The PHEMA grafted PPMMs were submerged in the ZnO NPs ethanol dispersion for 24 h; ZnO NPs were physically adsorbed on the membrane surface . The immobilization degree (ID) of the ZnO NPs on the membrane is calculated by the following equation: where ID refers to the immobilization degree of ZnO NPs on the membrane surface, % (wt), and and the respective weights of PHEMA grafted membranes before and after the immobilization of the ZnO NPs. All the results are the average values of three parallel experiments.
The photocatalytic decoloring MeOr with ZnO NPs suspended is investigated. 0.05 g ZnO NPs were added to 200 mL 10 mg/L MeOr aqueous solution, stirred for 30 min in the dark to achieve the adsorption—desorption equilibrium, and then exposed to the sunlight with stirring (Wuhu, Anhui Province, China, July 2010) (the light intensity was determined by a UV power meter, LS123, Shenzhen Linshang Technology Co. Ltd.); the photocatalytic reaction was conducted within the light intensity of mW/cm2; then pure water was added to the reacting solution to compensate the evaporation during its exposition to sunlight. The solution was sampled at intervals of 5 min, and the samples were centrifuged for 10 min.
The PMR with ZnO NPs immobilized on the membrane surface is similar to . The membrane (, ) was sandwiched in the cross flow PMMA reactor (each of the PMMA plate is 20 mm in thickness), the total weight of the immobilized ZnO NPs is about 0.05 g; 200 mL 10 mg/L MeOr aqueous solution was pumped into the reactor circularly by a peristaltic pump with the reactor exposed to the sunlight, and the cross flow velocity was kept at 0.15 m/s . At the end of each run, the membrane was taken out, flushed with pure water for three times, then dried and stored in air for a period of time (as shown in Figure 6). After that the next run started.
The supernatant of the effluent was measured by the UV-Vis spectrophotometer (UV-2450, Shimadzu, Japan) at 464 nm (the maximal adsorption wavelength of MeOr). The photocatalytic decoloration percentage (PDP) is calculated by the following equation: where and correspond to the UV absorbance of the feed and the filtrate, respectively.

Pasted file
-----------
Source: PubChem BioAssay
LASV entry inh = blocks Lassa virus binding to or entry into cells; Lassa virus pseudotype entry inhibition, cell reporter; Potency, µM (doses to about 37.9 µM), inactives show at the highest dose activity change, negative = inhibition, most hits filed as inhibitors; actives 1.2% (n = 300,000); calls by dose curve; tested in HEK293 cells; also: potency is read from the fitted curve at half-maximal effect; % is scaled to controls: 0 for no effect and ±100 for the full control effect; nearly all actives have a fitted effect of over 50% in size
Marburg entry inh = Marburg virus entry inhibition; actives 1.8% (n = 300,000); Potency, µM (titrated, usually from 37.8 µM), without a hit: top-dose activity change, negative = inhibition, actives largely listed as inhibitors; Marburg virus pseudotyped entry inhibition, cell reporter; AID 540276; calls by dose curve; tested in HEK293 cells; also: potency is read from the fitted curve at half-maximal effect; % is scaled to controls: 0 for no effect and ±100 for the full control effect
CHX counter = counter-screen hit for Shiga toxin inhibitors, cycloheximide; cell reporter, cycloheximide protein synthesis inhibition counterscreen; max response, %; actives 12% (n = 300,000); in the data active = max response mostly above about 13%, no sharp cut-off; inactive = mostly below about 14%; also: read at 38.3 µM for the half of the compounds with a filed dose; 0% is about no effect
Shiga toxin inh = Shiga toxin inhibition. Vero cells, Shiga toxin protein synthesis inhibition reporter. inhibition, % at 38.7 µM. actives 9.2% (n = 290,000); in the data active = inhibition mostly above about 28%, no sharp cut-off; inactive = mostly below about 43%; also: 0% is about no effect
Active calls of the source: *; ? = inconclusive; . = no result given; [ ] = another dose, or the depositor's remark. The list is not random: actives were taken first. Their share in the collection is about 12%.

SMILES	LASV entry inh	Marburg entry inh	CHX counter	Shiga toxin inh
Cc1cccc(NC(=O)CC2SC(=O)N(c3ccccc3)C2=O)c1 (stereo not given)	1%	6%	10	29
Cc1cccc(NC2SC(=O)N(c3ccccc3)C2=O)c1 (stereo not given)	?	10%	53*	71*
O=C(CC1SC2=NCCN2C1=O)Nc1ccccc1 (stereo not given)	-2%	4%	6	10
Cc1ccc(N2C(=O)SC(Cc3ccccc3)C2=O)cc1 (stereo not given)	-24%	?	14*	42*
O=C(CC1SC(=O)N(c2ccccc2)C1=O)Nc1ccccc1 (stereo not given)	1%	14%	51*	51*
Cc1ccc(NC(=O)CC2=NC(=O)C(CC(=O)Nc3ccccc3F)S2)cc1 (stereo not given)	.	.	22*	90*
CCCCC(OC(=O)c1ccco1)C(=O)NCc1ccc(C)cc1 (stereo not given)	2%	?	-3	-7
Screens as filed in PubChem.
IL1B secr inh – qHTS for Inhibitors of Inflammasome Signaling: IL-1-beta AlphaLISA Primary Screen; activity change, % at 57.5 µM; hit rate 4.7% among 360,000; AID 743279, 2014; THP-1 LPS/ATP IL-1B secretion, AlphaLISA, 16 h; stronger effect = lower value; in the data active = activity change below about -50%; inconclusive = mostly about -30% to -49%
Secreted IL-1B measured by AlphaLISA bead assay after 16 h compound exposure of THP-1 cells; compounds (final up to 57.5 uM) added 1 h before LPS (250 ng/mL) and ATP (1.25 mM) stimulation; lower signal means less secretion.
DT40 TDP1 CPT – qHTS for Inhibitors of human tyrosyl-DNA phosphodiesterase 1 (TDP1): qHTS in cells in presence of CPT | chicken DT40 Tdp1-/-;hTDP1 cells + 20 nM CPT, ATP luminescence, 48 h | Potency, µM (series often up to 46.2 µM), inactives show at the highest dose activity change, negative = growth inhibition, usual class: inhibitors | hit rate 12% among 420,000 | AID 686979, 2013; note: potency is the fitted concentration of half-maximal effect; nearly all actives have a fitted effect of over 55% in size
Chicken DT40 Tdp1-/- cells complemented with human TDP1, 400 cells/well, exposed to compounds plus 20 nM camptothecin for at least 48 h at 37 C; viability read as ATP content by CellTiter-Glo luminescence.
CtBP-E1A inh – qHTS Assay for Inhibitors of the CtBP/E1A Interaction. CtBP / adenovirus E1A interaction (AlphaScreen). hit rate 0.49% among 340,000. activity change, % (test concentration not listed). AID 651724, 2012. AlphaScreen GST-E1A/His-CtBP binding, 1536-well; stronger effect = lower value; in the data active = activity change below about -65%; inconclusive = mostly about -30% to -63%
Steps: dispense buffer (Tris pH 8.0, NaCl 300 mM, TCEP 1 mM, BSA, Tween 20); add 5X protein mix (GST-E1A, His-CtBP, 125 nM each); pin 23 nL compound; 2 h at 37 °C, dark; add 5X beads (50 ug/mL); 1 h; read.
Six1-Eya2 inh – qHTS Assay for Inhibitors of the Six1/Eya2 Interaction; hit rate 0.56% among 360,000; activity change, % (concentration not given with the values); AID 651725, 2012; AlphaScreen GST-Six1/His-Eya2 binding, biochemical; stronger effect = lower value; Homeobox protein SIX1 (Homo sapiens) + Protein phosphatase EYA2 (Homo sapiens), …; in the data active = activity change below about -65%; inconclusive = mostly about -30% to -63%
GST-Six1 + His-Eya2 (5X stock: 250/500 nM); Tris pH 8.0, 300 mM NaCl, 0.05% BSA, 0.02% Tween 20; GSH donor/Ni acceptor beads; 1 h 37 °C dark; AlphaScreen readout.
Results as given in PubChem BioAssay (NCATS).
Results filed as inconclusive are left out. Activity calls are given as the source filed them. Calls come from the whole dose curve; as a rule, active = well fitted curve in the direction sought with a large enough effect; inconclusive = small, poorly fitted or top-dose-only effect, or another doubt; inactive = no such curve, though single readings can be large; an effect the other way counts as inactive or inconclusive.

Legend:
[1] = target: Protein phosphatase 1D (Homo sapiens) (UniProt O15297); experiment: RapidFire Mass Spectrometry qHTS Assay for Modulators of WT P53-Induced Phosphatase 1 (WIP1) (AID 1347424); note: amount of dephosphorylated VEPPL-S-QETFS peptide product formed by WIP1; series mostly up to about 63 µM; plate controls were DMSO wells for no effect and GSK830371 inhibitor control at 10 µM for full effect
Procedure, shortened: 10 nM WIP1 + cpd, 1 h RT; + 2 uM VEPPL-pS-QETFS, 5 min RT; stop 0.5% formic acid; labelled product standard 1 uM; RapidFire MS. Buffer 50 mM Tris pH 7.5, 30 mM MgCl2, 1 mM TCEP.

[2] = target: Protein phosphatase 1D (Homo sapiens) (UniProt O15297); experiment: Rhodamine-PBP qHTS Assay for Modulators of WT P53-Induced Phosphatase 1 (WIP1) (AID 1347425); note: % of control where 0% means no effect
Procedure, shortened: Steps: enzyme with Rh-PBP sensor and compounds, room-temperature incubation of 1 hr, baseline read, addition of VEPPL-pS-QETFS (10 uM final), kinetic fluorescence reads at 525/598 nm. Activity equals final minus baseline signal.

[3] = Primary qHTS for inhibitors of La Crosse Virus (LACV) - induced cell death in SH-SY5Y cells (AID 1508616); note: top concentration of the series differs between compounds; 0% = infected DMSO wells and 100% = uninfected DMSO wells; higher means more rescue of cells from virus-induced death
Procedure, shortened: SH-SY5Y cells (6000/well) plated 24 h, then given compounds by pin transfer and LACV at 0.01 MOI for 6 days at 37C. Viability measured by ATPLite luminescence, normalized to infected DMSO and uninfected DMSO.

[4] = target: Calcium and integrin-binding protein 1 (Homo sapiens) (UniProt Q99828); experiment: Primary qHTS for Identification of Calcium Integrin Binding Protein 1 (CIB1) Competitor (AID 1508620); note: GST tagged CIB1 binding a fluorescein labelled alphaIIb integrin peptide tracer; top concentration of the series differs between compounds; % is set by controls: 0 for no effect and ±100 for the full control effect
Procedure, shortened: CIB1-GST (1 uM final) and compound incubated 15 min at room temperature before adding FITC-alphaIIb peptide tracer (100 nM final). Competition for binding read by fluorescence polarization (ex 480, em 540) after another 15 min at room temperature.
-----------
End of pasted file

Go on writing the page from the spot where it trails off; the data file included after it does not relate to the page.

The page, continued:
The crystalline structures of ZnO NPs were examined by X-ray powder diffraction on an X-ray diffractometer (XRD) (XRD-6000, Japan) with CuKα radiation ( nm) at a scanning rate of 0.05 °/s. Surface morphology of the membranes was observed by field emission scanning electron microscopy (FESEM) (Hitachi 4800, Japan), and the surface hydrophilicity was determined by water contact angle measurements (OCA20, Germany) .
3. Results and Discussion
3.1. Characterization and Permeation of the Membranes
XRD is used to investigate the changes of crystalline nature of the prepared ZnO NPs (Figure 2). Most of the diffraction peaks could be attributed to the hexagonal wurtzite structure of ZnO (JCPDS card 36-1451) . It can be observed that no diffraction peaks from other phases of ZnO or impurities, suggesting that the obtained ZnO is of high purity. The average crystallite size for ZnO NPs calcined at 450°C was calculated at according to the Scherrer formula .
Figure 3 presents the FESEM images of the ZnO NPs, which reveal that the surfaces are rough and porous, indicating that the ZnO NPs aggregate due to large specific surface area and high surface energy.